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This is basicaly a cut and paste of my answer here: Rating climbs isn't really a tick box exercise, for a start their are multiple different grading systems all of which are slightly different. You cannot say: well it's at x angle and the hand holds are y size therefore it's w There are a number of different challenges to grading climbs: Climbing ...


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The answer is simple, if not trusting the belay loop grants you safety then why would you trust it? Their lives depend on it, of course they won't trust it and will take measures to ensure that if it fails that they got a backup to fall on. A new born baby can't move at all, but no mother would leave it on a bed where there is a possibility of a miracle of ...


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Obviously there's a good case for considering the wear and tear on the belay loop and harness itself. Consider the case of Todd Skinner: http://www.climbing.com/climber/loss-of-a-legend/ They discussed the worn harness, talking about how people back up the belay loop with a tied sling, but neither considered it a significant safety hazard.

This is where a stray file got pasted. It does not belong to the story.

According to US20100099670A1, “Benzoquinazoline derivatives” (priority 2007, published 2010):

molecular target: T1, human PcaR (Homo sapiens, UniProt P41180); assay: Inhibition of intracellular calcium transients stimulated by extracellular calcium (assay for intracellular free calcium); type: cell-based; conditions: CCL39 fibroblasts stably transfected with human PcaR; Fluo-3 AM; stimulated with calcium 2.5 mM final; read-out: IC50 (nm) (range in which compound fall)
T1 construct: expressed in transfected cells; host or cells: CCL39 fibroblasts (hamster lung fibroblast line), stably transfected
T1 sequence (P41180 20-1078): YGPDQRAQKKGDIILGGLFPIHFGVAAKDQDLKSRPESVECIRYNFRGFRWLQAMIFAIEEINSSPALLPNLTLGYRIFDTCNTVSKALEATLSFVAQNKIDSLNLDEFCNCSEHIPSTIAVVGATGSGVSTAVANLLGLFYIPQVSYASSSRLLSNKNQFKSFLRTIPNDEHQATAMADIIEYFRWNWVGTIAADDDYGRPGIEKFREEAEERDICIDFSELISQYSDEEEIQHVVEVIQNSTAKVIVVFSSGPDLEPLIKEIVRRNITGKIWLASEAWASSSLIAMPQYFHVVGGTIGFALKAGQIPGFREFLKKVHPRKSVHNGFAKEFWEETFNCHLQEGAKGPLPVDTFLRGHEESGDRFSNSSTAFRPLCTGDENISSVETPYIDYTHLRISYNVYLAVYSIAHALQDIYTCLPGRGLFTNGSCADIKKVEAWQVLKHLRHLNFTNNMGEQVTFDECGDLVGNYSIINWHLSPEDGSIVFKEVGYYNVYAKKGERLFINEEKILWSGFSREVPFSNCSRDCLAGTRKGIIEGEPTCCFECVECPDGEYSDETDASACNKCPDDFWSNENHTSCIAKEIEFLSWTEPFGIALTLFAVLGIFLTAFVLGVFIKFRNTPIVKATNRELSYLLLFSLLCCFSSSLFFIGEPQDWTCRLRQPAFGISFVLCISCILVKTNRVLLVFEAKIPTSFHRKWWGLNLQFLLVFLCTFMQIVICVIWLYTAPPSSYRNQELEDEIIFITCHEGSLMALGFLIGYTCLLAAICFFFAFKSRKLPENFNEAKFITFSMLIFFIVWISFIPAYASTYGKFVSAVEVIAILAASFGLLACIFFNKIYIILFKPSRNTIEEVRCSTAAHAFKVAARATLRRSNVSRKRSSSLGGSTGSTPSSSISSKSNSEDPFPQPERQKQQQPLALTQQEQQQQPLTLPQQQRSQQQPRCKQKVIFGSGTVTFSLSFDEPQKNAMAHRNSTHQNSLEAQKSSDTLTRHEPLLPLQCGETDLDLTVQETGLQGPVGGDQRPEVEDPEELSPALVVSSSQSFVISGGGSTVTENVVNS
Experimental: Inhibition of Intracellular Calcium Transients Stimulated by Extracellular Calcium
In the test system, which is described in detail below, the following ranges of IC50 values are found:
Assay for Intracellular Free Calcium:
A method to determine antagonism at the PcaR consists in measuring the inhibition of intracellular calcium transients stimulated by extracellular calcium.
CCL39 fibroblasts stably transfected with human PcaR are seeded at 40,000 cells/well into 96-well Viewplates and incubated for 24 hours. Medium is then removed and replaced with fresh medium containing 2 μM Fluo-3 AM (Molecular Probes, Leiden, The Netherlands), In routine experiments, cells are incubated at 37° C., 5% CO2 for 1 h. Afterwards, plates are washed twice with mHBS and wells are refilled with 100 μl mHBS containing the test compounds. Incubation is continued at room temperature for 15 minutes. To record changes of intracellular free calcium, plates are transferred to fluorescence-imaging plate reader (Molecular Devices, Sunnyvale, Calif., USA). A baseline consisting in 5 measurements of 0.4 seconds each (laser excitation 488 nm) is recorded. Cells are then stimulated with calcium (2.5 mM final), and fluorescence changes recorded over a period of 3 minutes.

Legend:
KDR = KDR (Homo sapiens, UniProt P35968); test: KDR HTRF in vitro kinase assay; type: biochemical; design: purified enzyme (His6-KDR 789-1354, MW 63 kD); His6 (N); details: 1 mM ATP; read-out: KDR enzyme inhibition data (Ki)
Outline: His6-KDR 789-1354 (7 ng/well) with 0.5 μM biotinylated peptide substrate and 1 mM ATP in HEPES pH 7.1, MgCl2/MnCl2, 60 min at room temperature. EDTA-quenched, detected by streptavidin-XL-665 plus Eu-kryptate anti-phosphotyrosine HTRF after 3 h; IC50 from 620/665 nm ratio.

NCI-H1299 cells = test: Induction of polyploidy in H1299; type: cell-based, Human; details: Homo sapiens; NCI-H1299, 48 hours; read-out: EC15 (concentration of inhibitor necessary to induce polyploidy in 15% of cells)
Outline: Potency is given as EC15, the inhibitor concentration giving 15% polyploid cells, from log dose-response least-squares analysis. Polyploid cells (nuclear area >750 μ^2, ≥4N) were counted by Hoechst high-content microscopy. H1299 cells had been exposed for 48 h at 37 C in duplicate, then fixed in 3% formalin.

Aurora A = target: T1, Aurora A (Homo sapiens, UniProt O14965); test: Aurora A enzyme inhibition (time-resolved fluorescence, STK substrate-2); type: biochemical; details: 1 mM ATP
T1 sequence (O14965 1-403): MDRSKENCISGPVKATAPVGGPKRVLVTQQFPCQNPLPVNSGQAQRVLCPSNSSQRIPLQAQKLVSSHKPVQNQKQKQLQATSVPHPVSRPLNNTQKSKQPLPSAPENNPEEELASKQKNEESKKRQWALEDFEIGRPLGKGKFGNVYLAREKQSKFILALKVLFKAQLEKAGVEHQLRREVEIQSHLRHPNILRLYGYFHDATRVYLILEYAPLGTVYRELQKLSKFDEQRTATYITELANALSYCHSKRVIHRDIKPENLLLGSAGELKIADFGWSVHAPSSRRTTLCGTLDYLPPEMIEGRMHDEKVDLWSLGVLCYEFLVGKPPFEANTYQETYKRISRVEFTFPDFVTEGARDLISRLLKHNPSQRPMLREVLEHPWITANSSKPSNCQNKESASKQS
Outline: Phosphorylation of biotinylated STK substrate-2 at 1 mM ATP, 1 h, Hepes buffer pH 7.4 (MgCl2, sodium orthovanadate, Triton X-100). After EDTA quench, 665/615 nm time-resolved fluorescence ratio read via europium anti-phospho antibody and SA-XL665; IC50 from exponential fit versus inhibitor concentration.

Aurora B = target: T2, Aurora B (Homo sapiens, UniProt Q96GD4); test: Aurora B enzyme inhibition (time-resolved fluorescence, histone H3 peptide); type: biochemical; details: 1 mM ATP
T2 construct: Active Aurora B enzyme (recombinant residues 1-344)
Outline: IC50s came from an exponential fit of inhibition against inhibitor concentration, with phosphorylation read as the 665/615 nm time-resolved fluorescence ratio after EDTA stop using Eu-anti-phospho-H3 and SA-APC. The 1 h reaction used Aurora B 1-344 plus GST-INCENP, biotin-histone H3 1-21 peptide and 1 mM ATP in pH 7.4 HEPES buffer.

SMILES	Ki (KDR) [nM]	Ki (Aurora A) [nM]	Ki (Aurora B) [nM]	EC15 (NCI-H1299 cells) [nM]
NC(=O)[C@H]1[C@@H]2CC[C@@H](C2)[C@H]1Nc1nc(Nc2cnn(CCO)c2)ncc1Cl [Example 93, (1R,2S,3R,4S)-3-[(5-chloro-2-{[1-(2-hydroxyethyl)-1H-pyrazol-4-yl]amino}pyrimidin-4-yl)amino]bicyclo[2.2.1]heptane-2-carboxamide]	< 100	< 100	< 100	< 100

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The Dawn wall is one of the largest and most difficult climbs in the world, it's nearly 1000m of blankness, there isn't a lot to hold onto all the way up. But you're right, it has been "climbed" before. The Dawn wall was first climbed in 1970 by Warren Harding and Dean Caldwell. These climbers used a different technique to what Kevin Jorgeson and Tommy ...


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I would argue you've left off the most subjective of metrics, but the most useful: similarity to other routes in the same area. I don't think there's going to be a single equation to grade a route. You'll have general rules of thumbs that hold true (more holds = easier, more overhang = harder), but those will never give you a grade from first principles. ...



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